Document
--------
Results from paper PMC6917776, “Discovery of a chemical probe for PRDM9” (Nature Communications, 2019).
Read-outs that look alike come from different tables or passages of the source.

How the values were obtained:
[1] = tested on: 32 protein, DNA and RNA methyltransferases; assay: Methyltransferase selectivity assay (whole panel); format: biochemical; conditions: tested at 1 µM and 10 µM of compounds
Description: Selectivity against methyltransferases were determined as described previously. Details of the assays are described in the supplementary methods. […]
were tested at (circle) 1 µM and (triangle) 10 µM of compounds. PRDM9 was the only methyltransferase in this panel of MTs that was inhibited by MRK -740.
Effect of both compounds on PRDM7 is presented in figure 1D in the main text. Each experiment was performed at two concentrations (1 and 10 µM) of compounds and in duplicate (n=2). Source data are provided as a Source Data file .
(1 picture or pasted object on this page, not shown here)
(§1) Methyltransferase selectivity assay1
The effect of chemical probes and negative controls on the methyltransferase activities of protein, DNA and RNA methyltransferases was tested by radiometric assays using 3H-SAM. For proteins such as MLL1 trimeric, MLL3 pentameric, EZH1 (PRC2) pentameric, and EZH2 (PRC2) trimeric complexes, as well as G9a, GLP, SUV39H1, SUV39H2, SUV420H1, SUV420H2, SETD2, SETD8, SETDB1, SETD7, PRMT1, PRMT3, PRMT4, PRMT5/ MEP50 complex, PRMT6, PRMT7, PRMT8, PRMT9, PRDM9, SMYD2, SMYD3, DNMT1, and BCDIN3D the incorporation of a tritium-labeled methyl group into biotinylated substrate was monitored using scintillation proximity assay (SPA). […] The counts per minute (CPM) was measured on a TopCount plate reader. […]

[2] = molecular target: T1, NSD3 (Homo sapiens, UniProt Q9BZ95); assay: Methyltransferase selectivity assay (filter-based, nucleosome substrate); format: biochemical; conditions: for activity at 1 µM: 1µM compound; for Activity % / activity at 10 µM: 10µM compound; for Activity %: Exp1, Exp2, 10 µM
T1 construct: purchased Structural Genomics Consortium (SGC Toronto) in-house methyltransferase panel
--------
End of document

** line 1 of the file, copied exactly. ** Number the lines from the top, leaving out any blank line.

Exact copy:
Results from paper PMC6917776, “Discovery of a chemical probe for PRDM9” (Nature Communications, 2019).